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Copy of a passport of Tahawwur Hussain Rana, arrested by the FBI on terror charges.

Before he became a diplomatic concern, Tahawwur Hussain Rana advertised himself as a "world-famous immigration consultant."

That was last year, when the Pakistani-Canadian businessman was just an unknown father of three, who worked out of Chicago while keeping a house in an Ottawa suburb.

On Tuesday Mr. Rana's name was on the agenda as Prime Minister Stephen Harper met his Indian counterpart, Manmohan Singh, to discuss how Canada and India can team up to fight terrorism. India's nuclear installations were on a state of alert even as the 48-year-old was behind bars in the United States.

Over the past month, Mr. Rana's footprint has appeared in more and more places, as international investigators discuss overlapping conspiracies spanning three continents.

The globetrotting immigration consultant first made the news when he was arrested last month on suspicion of supporting a plot: To kill a Danish newspaper cartoonist who had mocked Islam.

This week, details of an Indian investigation were revealed as detectives retraced his travels across the subcontinent. Before terrorist gunmen massacred nearly 200 people in India a year ago, Mr. Rana visited several cities in the span of a week - Mumbai, New Delhi, Ahmedabad and Kochi, where he allegedly stayed with his wife in five-star hotel - before heading to Pakistan.

For months after that excursion, he rested at his Illinois home. But the U.S. Federal Bureau of Investigation kept tabs on him, spying on his e-mails to a co-accused, a former schoolmate from Pakistan who had made his own flurry of international travels while posing as a member of Mr. Rana's immigration consultancy.

The FBI says its agents were listening as Mr. Rana and David Headley (a 49-year-old Pakistani-American who Westernized his name from Daood Gilani) spoke of targeting the National Defence College of India in New Delhi and the Jyllands-Posten newspaper offices in Copenhagen. Mr. Headley was arrested at a O'Hare airport in Chicago on Oct. 3. Two weeks later Mr. Rana was taken into custody at his Chicago home, where al-Qaeda propaganda videos were allegedly seized.

Authorities allege the men operated as a terrorist tandem: Logistics experts with Western passports who never themselves handled bullets or bombs, but who scouted out global targets for Pakistan-based jihadists who were prepared kill.

Prior to these allegations, Mr. Rana's reputation didn't extend beyond a South Asian enclave in Chicago, where he has worked for the past decade.

On West Devon Street, the naturalized Canadian hung a Maple Leaf flag in the window of his office, where he worked as a go-to guy for those who wanted to fine-tune their immigration applications.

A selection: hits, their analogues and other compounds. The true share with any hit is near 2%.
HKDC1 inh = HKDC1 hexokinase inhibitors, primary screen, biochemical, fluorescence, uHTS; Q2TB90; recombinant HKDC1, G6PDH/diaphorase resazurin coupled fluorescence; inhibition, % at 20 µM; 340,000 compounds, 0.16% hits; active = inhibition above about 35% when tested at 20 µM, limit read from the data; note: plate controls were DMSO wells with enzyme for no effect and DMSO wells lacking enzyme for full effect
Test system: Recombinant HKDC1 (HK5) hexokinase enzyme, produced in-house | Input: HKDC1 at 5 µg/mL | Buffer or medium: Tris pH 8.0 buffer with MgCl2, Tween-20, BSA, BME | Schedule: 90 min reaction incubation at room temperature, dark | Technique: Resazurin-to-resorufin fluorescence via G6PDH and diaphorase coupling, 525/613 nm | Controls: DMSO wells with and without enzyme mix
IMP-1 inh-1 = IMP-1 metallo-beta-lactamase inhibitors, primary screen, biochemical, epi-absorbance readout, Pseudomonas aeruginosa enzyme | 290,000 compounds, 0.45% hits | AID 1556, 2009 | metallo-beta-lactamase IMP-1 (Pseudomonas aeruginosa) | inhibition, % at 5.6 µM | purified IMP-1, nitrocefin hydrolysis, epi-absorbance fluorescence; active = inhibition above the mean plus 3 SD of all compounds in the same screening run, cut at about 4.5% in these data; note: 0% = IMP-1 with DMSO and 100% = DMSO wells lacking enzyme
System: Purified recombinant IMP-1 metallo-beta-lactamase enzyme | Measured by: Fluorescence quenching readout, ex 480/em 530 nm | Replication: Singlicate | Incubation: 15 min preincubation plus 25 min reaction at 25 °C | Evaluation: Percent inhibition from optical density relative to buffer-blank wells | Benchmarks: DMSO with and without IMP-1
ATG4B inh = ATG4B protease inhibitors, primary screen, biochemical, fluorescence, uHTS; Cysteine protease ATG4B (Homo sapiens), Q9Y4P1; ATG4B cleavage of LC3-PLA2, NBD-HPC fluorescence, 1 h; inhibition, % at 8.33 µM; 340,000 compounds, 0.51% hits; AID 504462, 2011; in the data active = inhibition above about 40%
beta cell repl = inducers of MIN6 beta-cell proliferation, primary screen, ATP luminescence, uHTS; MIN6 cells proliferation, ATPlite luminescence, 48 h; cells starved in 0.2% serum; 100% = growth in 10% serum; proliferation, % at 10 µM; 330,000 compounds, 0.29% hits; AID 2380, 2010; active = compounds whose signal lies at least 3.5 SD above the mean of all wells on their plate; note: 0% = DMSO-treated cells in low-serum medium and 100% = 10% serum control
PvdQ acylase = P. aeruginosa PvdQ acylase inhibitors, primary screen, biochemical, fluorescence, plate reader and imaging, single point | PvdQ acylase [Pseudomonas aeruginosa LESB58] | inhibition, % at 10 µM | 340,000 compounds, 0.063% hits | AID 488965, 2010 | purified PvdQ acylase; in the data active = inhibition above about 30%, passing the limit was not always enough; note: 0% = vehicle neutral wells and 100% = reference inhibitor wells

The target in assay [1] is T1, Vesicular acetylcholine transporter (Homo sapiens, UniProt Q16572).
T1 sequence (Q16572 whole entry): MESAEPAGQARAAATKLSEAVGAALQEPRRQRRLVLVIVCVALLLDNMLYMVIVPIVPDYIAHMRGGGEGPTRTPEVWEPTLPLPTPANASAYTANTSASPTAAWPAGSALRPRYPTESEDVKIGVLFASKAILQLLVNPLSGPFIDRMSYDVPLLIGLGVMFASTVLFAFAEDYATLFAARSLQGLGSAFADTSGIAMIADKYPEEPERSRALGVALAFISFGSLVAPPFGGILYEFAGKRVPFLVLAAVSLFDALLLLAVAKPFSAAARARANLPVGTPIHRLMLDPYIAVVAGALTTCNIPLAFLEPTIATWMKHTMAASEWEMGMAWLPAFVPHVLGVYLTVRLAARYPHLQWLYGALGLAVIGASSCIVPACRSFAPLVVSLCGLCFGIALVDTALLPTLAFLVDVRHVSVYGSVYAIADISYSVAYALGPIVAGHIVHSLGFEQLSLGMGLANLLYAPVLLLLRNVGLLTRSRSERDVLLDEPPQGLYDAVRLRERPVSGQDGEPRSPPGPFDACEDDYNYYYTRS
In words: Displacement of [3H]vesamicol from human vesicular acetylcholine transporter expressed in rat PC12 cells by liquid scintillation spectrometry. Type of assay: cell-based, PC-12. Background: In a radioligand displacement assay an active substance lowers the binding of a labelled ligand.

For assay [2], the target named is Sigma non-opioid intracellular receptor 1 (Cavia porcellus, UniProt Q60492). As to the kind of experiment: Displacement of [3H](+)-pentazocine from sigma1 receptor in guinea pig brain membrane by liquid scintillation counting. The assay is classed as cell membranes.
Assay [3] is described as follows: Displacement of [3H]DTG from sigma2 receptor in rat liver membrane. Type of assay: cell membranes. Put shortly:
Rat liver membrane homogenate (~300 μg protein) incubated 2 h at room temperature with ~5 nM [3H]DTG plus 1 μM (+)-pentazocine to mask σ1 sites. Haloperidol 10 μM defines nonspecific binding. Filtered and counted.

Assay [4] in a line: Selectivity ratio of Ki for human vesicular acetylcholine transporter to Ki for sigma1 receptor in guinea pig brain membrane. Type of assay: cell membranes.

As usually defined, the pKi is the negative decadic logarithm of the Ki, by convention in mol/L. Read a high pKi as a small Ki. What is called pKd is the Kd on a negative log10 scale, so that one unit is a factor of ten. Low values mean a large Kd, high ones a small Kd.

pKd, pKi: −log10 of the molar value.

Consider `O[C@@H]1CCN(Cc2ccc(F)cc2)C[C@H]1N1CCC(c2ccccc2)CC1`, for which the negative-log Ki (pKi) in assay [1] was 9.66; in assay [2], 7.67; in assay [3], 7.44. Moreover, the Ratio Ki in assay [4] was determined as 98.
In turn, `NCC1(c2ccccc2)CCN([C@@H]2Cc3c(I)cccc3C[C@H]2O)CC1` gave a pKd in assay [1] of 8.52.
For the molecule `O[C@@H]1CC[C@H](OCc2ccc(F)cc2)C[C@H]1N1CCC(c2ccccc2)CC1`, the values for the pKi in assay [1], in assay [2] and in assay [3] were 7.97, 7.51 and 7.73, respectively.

Mr. Rana kept his name off the signage in his Chicago office, even as he advertised himself in South Asia a "world-famous" consultant.

Last November he bought such ads in India after using his Canadian passport and a dubiously acquired visa for a trip he said was to drum up business. It's these same travels that are being probed for clues to the Mumbai massacre. While the evidence is not in, Indian officials are already vowing to clamp down on future visits by Pakistanis.

Mr. Rana and Mr. Headley grew up in Pakistan, which is where they are said to have reunited in the days preceding the massacre.

Across the border in India, terrorist gunmen targeted Jews, Indians and Westerners, and were allegedly directed by a Kashmiri-based terrorist group, Lashkar-e-Taiba.

Indian agents killed the gunmen, but have long called upon Pakistan to give up the masterminds and planners. News reports yesterday suggested Indian intelligence officials are trying to match certain intercepted calls to the gunmen with the voices of either Mr. Rana or Mr. Headley.

Mr. Rana's sprawling consultancy, which had independently run franchises in Toronto and New York - was not his only business.

He also owned an abattoir in rural Illinois that slaughtered goats in accordance with Islamic traditions.

The abattoir's proximity to three U.S. nuclear power plants piqued the FBI's curiosity during raids last month. And Indian agents are looking into the significance of Mr. Rana's and Mr. Headley's travels to regions in their country with nuclear power plants.

While there are no allegations of any planned attacks against reactors, U.S. agents do accuse Mr. Rana of being versed in immigration fraud. Prosecutorial filings allege he told others to lie about past jobs and to backdate employment letters.

"Rana does not shy from using [his]knowledge to assist others in immigration fraud," the filings say.

Mr. Rana has denied all the accusations through his lawyer. He has two daughters and a son, who requested a special visit last week at the Chicago detention centre where he is being held.

A bail hearing is scheduled for Thursday.

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